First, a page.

Rebels' rivalry with Kerry is just like Scots' Old Firm – 'keeper O'Halloran
Published 04/07/2014 | 02:30
Cork against Kerry in the Munster Senior Football Championship is on a par with an Old Firm clash in Glasgow.
That's the view of Cork goalkeeper Ken O'Halloran, who has compared the county's relationship with Kerry to the bitter Celtic-Rangers divide in Scotland.
O'Halloran believes that the Cork-Kerry rivalry is "probably the biggest in the country" and the "Celtic-Rangers" of the GAA.
He said: "It's something you dream of playing in – the final game in Pairc Ui Chaoimh too.
"You just hope you can deliver a good performance on the day. When you're summer training in Pairc Ui Chaoimh and the pitch is beautiful you pinch yourself sometimes."
Cork haven't beaten Kerry in a Munster senior football final since 2008 but they have a glorious opportunity to end that run on home soil.
And O'Halloran is preparing for the Pairc Ui Chaoimh send-off safe in the knowledge that he is now Cork's undisputed number one.
The 27-year-old Bishopstown clubman played against Kerry in last summer's Killarney decider before losing his place to Alan Quirke for the All-Ireland series.
But Quirke retired last November and O'Halloran, who has had to patiently bide his time, is now firmly established between the sticks under new manager Brian Cuthbert.
Having waited so long for his chance, O'Halloran is eager to grab it with both hands and he is a keen student of the goalkeeper's craft.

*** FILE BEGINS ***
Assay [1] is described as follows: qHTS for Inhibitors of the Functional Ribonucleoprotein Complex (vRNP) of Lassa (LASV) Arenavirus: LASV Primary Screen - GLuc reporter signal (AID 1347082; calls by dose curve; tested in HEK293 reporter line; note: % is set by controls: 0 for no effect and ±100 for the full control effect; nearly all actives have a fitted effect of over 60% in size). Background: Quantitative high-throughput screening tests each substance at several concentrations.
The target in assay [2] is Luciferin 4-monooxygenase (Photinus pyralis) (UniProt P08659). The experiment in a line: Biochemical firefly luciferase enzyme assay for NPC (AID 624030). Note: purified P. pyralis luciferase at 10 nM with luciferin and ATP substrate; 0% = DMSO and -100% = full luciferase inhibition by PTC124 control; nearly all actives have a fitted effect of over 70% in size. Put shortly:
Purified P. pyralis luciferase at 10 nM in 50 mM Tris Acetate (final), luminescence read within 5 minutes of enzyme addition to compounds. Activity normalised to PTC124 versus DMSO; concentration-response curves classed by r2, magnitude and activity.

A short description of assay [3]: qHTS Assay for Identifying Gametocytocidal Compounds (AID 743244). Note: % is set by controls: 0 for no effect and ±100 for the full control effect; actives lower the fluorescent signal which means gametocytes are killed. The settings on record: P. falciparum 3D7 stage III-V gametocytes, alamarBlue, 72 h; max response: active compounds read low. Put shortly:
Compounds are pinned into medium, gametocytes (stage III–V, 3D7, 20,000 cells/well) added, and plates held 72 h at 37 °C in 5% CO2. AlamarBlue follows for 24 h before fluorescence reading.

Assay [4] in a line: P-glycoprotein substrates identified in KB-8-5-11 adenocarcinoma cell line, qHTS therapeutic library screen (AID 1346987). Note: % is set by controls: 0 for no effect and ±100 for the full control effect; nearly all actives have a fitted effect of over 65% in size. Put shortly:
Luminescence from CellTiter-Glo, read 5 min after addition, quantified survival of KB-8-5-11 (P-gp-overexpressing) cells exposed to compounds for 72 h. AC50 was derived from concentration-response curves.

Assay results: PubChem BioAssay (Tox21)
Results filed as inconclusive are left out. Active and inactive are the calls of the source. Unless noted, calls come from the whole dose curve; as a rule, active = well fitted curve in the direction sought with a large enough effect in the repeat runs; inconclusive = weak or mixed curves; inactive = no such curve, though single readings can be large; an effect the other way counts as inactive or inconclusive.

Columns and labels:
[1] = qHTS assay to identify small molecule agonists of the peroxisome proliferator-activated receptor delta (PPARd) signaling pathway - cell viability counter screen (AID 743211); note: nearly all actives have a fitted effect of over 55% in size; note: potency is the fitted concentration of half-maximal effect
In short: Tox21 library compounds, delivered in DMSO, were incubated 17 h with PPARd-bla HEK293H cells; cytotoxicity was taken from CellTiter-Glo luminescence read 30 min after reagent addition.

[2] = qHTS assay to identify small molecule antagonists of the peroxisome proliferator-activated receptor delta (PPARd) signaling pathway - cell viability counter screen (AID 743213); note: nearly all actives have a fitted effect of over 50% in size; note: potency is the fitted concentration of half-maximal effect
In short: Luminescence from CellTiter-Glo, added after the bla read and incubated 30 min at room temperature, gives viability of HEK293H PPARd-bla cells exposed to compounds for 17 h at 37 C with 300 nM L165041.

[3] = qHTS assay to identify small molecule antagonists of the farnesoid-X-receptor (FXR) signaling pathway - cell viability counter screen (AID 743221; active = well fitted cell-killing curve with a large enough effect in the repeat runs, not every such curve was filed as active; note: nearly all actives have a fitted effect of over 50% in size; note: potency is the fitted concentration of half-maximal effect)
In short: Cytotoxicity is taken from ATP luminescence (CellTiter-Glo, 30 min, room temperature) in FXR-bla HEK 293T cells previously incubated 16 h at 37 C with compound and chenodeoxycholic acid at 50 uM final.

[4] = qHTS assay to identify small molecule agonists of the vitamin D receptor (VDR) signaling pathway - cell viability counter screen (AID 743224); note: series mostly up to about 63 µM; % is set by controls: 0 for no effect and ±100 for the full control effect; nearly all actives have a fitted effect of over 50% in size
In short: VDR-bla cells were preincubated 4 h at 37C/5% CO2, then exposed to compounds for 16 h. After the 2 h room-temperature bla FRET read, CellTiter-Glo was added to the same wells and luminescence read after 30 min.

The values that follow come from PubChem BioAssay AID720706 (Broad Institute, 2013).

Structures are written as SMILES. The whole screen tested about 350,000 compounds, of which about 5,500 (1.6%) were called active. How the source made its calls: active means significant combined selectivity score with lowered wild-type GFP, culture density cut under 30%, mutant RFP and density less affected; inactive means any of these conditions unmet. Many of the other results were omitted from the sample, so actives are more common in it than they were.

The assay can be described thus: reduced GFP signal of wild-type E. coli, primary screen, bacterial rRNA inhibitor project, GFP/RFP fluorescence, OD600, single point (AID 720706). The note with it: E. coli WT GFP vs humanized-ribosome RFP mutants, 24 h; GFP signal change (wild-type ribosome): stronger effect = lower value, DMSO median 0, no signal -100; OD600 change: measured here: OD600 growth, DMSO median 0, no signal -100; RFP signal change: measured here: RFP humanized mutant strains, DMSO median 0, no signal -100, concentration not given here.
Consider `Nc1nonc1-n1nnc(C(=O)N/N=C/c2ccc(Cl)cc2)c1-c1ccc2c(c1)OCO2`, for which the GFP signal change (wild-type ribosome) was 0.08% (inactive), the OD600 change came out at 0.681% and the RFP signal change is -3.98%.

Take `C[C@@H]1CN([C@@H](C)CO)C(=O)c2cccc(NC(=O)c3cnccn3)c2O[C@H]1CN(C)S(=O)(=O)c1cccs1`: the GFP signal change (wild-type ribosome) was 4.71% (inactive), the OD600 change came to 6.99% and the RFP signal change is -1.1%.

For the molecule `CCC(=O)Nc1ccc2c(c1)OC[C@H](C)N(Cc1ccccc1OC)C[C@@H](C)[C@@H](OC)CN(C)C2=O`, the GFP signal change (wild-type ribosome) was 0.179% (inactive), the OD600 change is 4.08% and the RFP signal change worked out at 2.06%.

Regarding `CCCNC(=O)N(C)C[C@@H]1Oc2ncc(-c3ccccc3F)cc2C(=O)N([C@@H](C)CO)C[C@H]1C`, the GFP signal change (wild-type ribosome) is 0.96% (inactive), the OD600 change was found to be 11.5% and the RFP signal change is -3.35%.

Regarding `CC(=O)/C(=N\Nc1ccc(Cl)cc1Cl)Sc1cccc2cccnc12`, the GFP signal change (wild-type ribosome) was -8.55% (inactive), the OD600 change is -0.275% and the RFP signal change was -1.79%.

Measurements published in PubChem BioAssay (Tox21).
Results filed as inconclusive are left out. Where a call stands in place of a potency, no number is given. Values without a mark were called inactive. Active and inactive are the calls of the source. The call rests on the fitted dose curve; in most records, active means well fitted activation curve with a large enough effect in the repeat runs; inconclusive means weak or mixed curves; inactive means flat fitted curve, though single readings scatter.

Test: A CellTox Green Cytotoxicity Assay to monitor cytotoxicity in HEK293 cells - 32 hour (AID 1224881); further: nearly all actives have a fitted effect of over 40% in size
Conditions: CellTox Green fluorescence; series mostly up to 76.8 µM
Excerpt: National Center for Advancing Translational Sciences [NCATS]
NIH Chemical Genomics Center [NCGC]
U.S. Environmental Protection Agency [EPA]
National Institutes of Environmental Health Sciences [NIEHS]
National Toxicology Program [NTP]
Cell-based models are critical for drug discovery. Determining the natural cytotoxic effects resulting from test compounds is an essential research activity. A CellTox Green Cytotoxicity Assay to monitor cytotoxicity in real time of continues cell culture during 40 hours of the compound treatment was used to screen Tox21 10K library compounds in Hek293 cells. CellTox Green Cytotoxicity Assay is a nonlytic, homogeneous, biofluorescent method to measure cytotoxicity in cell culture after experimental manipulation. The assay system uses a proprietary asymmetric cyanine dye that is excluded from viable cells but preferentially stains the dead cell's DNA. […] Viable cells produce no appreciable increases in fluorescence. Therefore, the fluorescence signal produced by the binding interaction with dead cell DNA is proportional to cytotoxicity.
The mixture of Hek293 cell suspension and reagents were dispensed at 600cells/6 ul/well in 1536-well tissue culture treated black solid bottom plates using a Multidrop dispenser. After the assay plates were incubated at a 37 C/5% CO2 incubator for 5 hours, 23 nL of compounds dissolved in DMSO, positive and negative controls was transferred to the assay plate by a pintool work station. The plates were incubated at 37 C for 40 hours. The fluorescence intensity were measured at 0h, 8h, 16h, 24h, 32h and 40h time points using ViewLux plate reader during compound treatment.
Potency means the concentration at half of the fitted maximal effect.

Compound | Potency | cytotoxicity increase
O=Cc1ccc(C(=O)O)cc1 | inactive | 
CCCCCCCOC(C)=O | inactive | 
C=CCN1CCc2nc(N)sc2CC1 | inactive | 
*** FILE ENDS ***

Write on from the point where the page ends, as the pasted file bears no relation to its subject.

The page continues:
"When you're in goal you're on your own," he admits.
"Each game, while it brings its own different situations, maybe a bit like golf, a lot of it is dealing with mental challenges.
"Experience is the main thing. Once you've come through big days and played well, caught a high ball under pressure, made a big save, or nailed a good kick-out, you go back to those moments and use them as a reward.
"Different games give you different scenarios to deal with. Goalkeeping has taken on a lot more scenarios.
"You've a lot more sweeping to do and be able to spray the ball from hand and from the ground.
"It's a highly pressurised position and a highly rewarding one too when you get it right.
"It's arguably the most important position on the pitch."
And while some goalkeepers recall being pitched in as young kids to make up the numbers, before deciding that it's the position for them, O'Halloran was in no doubt right from the start.
"You're a goalie by nature," he explains.
"Some people see a young lad with a big boot and try to force it on him. If you're a goalie you want to be a goalie. I always wanted to be in goal.
"It's something I took to straight away and felt I was good at it."